However, because of the differences in the proportion of soil size fractions in a bulk sample (Table 1), the TWP concentrations of each size fraction were different from those presented in Figure 3. The calculated TWP concentrations in each soil fraction and the total TWP concentrations are presented in Figure 4. The results showed that TWP concentrations in the finer soil fraction (<50 µm) were significantly lower than those in any of the coarser soil fractions, regardless of the sampling distance from the inlet (F3,16 = 20.7, p < 0.001), except in B where the difference between <50 µm and 100–500 µm was not significant. This is related to the mass of the engineered soil in this fraction (3.8 and 3.3% in A and B, respectively) compared with the other three coarser fractions (Table 1).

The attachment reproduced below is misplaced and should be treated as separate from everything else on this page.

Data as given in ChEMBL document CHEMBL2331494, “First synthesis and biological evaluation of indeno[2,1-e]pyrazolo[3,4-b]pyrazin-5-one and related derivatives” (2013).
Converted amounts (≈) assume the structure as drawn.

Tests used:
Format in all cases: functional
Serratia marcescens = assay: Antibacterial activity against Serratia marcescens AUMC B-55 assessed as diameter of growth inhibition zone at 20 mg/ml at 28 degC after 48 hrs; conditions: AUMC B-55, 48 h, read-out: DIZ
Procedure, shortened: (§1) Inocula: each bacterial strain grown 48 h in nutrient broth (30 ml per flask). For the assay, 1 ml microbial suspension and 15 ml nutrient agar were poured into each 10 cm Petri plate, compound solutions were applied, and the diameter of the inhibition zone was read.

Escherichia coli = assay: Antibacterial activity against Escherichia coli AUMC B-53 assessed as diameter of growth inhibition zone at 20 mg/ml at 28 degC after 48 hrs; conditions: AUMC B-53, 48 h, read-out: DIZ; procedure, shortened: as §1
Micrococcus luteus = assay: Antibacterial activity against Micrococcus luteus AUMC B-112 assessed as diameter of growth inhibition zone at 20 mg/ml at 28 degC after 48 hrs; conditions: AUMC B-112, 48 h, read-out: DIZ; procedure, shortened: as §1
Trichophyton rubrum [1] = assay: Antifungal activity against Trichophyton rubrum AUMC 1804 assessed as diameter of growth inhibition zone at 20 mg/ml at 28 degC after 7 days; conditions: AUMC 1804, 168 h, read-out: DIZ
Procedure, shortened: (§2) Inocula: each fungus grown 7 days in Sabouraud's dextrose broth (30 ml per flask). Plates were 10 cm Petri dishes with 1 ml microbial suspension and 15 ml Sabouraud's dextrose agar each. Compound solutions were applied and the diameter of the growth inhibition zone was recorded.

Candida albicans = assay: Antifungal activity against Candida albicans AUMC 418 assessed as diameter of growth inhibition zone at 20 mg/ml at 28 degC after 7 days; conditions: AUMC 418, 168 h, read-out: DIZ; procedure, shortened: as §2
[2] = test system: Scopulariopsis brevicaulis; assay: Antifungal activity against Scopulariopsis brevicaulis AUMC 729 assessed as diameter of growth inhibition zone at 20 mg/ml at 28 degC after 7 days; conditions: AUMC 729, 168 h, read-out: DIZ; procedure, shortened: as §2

Studies on the size distribution of TWP retained by bioretention are scarce. However, the results of the present study are in contrast with those of [46], who covered size ranges up to 500 µm and found a decreasing trend of the TRWP concentrations with increasing sediment grain size in a sedimentation basin. The observed trend in TRWP concentration in the sedimentation basin differed from that found in the street dust analyzed in the same study, which showed no clear trend with size. [46] attributed the observed change in TRWP from coarse in runoff to fine in the sedimentation basin to processes such as easy transportability of finer particles, sedimentation of coarse particles before entering the sedimentation basin, and mechanical degradation of coarse particles. The present study, with bioretention cells close to the road, may not be affected by the processes listed above and may receive similar TRWP as present in road dust, suggesting significant amounts of TRWP below 100 µm entering the bioretention cell. Another study by [47], covering size ranges similar to those of the present study (but with a lower limit at 10 µm), showed no clear trend but a relatively higher styrene-butadiene rubber (a TWP marker) concentration in a street runoff in the size fraction >500 µm than in the size fraction 100–500 µm. However, the studied matrices, street runoff in [47] and bioretention soil in the current study, are different and thus not directly comparable.